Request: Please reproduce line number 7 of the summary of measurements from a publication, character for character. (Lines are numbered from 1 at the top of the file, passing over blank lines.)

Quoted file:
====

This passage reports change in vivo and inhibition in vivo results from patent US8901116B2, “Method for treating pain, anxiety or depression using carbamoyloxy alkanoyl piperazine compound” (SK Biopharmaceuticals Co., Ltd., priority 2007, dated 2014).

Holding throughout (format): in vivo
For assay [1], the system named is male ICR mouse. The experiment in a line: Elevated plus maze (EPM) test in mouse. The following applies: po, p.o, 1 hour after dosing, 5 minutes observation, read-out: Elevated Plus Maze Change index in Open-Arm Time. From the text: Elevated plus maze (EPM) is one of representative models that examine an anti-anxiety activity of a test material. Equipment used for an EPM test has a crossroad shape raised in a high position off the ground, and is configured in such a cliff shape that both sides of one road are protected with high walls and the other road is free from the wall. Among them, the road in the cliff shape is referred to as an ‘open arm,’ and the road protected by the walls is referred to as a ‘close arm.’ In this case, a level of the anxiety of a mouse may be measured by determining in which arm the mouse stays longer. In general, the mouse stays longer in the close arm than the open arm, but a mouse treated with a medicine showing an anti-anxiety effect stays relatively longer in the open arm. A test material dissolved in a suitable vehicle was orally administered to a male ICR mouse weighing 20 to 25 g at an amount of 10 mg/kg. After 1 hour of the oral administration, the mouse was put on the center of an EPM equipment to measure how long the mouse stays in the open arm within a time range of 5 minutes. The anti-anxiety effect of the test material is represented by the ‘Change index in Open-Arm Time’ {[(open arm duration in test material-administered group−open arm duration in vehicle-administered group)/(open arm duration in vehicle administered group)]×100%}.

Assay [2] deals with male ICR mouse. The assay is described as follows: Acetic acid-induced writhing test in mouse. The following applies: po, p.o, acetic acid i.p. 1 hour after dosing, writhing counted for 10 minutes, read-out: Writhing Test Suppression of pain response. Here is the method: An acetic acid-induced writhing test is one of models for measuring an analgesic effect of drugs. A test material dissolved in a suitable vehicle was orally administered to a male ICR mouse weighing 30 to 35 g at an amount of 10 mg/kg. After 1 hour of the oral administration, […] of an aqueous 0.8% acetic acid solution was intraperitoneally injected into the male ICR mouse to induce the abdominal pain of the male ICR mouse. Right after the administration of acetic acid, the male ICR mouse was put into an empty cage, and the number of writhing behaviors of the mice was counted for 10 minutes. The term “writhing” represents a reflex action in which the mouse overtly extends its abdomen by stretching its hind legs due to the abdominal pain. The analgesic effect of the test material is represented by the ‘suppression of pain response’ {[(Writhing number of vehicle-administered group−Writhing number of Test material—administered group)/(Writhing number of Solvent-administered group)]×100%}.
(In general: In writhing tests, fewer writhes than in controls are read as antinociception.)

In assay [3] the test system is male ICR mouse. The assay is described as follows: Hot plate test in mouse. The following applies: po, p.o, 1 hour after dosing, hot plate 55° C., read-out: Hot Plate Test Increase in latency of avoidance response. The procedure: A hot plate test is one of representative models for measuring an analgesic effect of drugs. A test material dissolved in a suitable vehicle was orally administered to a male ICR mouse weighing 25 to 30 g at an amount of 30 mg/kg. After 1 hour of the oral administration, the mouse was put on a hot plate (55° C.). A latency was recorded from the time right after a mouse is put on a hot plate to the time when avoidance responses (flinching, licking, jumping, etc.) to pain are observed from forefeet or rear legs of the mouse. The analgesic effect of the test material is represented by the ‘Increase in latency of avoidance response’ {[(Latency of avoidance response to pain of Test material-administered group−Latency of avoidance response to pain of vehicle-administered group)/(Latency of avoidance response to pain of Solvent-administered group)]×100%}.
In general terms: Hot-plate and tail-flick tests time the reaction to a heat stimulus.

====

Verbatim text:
In general terms: Hot-plate and tail-flick tests time the reaction to a heat stimulus.